Focus On: DRM: Mastering the Virtual Handshake
Suppose a new or potential donor visits your Web site looking for more information about your organization. She finds an online tool called “My Guide” that promises to give her just what she’s looking for. After spending less than two minutes providing some simple, personal information, she clicks the “Submit” button.
Every two weeks for the next several months, she receives an e-mail. It helps her understand how your mission is relevant to the things that are most important to her, and she’s amazed at how the communications speak directly to those issues. She’s also impressed that the communications come directly from her personal donor relationship manager.
After receiving the final e-mail, she gets an invitation to take a brief survey and evaluate your organization. She gushes about the attention showered on her by her DRM and says that what she’s learned will have a lasting impact on her — and on her loyalty to your organization.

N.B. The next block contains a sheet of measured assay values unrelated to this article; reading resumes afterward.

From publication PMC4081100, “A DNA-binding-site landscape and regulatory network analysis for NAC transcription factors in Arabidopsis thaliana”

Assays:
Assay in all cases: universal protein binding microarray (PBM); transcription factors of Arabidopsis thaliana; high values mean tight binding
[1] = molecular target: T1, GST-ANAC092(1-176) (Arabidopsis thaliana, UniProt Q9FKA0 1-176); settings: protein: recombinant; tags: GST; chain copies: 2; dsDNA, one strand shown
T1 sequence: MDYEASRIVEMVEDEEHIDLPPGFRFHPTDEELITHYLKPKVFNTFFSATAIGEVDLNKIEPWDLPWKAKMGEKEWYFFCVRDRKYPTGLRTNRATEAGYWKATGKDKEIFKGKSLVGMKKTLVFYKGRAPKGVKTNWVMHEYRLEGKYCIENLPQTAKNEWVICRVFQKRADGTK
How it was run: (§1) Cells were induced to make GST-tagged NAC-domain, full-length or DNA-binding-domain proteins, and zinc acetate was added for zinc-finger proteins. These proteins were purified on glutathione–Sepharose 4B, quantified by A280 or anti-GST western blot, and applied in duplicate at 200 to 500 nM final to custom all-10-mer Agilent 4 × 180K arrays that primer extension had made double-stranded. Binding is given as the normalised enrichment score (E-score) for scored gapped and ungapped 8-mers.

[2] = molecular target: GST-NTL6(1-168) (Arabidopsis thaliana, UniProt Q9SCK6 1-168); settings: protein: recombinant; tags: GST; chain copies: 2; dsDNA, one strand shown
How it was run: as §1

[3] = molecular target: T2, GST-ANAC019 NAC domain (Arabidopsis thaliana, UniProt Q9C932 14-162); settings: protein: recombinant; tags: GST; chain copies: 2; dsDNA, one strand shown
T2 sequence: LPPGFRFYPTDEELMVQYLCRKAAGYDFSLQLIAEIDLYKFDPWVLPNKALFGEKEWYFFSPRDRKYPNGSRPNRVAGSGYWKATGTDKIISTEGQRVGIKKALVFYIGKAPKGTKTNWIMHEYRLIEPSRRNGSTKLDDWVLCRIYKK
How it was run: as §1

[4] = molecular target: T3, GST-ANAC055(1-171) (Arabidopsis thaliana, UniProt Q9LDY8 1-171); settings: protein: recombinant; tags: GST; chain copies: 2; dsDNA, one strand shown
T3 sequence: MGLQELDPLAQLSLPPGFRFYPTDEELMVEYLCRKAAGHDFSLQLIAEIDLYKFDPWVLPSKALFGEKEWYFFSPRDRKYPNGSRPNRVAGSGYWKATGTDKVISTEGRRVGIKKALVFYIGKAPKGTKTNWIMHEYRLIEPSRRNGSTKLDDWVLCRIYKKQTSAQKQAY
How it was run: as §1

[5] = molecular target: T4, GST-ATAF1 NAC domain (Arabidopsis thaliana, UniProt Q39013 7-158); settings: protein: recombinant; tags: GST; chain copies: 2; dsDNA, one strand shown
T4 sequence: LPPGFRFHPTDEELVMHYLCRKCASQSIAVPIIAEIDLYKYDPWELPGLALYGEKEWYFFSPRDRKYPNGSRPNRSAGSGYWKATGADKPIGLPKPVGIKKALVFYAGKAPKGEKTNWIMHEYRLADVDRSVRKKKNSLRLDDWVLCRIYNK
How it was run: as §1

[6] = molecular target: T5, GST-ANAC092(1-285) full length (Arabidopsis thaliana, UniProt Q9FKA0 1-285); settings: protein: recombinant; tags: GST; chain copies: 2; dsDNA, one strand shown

So, how much time did the DRM spend sending all of those e-mails? None.
That’s how easy it is to apply donor relationship management. You listen to your donor, try to understand her wants and needs, customize your communications and services, and measure the impact. And, with some upfront planning, you can set up parts of your DRM program to run automatically.
With a little LUCK
DRM — or CRM in the for-profit world — often is perceived as complex, expensive and time consuming when, in fact, it can be quite simple. Organizations that want to have more personalized and profitable relationships with their donors can rely on LUCK™:
- Listen. Remember a broad range of information about your donors, including names, addresses, preferences, profitability, purchase patterns and complaints.
- Understand. Review, analyze and data mine that information to understand what donors want and to segment your most valuable relationships.
- Customize. Put that understanding into action by customizing everything that can make a difference to your donors — from your communications to your mission and services.
- Know. Measure your efforts so you’ll know if you’re making a difference.
The above story is based on real-life events through a nonprofit organization called Halftime. Its constituents regularly say that they feel as if someone at Halftime has been “reading their journal” because its communications speak so directly to the issues in their lives.